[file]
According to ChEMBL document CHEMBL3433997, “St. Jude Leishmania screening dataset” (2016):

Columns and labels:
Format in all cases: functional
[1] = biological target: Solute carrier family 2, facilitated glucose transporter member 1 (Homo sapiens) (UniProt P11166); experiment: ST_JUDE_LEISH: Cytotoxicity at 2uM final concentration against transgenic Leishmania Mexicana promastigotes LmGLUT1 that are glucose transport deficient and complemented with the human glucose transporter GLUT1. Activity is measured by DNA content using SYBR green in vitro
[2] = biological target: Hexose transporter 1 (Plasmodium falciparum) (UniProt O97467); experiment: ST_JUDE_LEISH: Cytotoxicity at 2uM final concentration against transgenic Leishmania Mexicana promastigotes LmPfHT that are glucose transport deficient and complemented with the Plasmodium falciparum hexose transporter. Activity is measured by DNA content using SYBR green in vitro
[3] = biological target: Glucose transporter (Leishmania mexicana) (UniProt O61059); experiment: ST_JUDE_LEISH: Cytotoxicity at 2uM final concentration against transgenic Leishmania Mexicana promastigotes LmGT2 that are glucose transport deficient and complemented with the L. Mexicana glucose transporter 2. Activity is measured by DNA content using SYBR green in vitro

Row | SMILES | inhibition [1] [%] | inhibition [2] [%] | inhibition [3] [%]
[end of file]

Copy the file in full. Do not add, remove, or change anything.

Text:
According to ChEMBL document CHEMBL3433997, “St. Jude Leishmania screening dataset” (2016):

Columns and labels:
Format in all cases: functional
[1] = biological target: Solute carrier family 2, facilitated glucose transporter member 1 (Homo sapiens) (UniProt P11166); experiment: ST_JUDE_LEISH: Cytotoxicity at 2uM final concentration against transgenic Leishmania Mexicana promastigotes LmGLUT1 that are glucose transport deficient and complemented with the human glucose transporter GLUT1. Activity is measured by DNA content using SYBR green in vitro
[2] = biological target: Hexose transporter 1 (Plasmodium falciparum) (UniProt O97467); experiment: ST_JUDE_LEISH: Cytotoxicity at 2uM final concentration against transgenic Leishmania Mexicana promastigotes LmPfHT that are glucose transport deficient and complemented with the Plasmodium falciparum hexose transporter. Activity is measured by DNA content using SYBR green in vitro
[3] = biological target: Glucose transporter (Leishmania mexicana) (UniProt O61059); experiment: ST_JUDE_LEISH: Cytotoxicity at 2uM final concentration against transgenic Leishmania Mexicana promastigotes LmGT2 that are glucose transport deficient and complemented with the L. Mexicana glucose transporter 2. Activity is measured by DNA content using SYBR green in vitro

Row | SMILES | inhibition [1] [%] | inhibition [2] [%] | inhibition [3] [%]